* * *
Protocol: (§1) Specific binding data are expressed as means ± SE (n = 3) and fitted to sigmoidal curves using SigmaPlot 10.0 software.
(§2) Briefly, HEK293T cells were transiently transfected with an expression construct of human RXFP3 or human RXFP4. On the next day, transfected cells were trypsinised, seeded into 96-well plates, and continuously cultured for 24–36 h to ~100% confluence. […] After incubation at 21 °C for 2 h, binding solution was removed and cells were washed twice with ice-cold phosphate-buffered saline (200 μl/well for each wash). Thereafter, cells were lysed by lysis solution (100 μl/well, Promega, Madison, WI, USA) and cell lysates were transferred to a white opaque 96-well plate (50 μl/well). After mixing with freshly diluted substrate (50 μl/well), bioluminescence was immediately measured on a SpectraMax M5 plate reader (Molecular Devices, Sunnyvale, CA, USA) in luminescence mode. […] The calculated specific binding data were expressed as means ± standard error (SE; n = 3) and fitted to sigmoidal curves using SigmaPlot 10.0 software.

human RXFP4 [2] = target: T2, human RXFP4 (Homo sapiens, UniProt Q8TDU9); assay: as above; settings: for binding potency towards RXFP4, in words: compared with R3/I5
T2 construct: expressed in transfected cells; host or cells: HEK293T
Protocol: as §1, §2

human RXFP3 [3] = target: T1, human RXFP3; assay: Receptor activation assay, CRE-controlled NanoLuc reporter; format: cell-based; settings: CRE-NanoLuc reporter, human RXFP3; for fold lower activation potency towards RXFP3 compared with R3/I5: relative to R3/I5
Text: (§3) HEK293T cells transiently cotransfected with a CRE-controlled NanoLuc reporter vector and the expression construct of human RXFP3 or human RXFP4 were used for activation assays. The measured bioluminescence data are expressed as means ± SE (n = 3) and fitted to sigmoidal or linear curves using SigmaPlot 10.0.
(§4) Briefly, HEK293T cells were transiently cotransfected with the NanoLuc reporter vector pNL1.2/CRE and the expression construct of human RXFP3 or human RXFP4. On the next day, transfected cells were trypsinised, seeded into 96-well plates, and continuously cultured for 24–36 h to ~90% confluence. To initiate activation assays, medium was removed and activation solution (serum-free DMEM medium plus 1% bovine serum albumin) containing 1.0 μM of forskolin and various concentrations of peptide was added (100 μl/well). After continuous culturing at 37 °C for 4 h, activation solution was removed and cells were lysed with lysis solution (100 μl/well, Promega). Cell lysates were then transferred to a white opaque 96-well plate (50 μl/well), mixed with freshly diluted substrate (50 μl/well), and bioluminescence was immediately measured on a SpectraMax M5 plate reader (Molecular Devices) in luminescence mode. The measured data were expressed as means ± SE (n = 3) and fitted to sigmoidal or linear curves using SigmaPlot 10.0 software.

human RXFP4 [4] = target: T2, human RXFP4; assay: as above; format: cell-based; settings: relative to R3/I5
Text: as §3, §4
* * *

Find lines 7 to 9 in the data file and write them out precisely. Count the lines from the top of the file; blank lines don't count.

Text: (§3) HEK293T cells transiently cotransfected with a CRE-controlled NanoLuc reporter vector and the expression construct of human RXFP3 or human RXFP4 were used for activation assays. The measured bioluminescence data are expressed as means ± SE (n = 3) and fitted to sigmoidal or linear curves using SigmaPlot 10.0.
(§4) Briefly, HEK293T cells were transiently cotransfected with the NanoLuc reporter vector pNL1.2/CRE and the expression construct of human RXFP3 or human RXFP4. On the next day, transfected cells were trypsinised, seeded into 96-well plates, and continuously cultured for 24–36 h to ~90% confluence. To initiate activation assays, medium was removed and activation solution (serum-free DMEM medium plus 1% bovine serum albumin) containing 1.0 μM of forskolin and various concentrations of peptide was added (100 μl/well). After continuous culturing at 37 °C for 4 h, activation solution was removed and cells were lysed with lysis solution (100 μl/well, Promega). Cell lysates were then transferred to a white opaque 96-well plate (50 μl/well), mixed with freshly diluted substrate (50 μl/well), and bioluminescence was immediately measured on a SpectraMax M5 plate reader (Molecular Devices) in luminescence mode. The measured data were expressed as means ± SE (n = 3) and fitted to sigmoidal or linear curves using SigmaPlot 10.0 software.

human RXFP4 [4] = target: T2, human RXFP4; assay: as above; format: cell-based; settings: relative to R3/I5